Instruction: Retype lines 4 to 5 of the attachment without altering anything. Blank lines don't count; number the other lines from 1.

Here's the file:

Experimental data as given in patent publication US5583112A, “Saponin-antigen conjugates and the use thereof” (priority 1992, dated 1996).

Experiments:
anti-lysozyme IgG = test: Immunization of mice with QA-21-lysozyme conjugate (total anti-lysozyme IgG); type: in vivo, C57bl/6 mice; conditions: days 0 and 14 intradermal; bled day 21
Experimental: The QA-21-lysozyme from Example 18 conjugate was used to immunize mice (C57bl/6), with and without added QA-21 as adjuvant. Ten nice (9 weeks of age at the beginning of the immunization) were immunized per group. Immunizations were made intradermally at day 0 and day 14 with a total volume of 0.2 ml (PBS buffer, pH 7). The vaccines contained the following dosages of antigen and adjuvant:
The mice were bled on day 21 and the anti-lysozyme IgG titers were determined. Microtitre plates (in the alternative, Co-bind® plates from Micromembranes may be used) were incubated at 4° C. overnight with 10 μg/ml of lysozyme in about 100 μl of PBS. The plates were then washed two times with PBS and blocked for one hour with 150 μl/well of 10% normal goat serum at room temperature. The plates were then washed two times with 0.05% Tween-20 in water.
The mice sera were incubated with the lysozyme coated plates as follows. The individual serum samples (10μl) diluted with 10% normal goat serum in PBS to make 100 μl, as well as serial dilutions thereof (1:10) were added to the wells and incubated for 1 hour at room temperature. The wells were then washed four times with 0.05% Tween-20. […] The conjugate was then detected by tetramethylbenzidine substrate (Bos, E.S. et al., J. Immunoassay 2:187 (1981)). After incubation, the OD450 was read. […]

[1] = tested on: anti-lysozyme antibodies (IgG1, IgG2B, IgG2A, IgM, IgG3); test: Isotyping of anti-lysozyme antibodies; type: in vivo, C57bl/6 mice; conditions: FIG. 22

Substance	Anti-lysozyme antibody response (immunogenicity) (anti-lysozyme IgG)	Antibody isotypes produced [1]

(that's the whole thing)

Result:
Experimental: The QA-21-lysozyme from Example 18 conjugate was used to immunize mice (C57bl/6), with and without added QA-21 as adjuvant. Ten nice (9 weeks of age at the beginning of the immunization) were immunized per group. Immunizations were made intradermally at day 0 and day 14 with a total volume of 0.2 ml (PBS buffer, pH 7). The vaccines contained the following dosages of antigen and adjuvant:
The mice were bled on day 21 and the anti-lysozyme IgG titers were determined. Microtitre plates (in the alternative, Co-bind® plates from Micromembranes may be used) were incubated at 4° C. overnight with 10 μg/ml of lysozyme in about 100 μl of PBS. The plates were then washed two times with PBS and blocked for one hour with 150 μl/well of 10% normal goat serum at room temperature. The plates were then washed two times with 0.05% Tween-20 in water.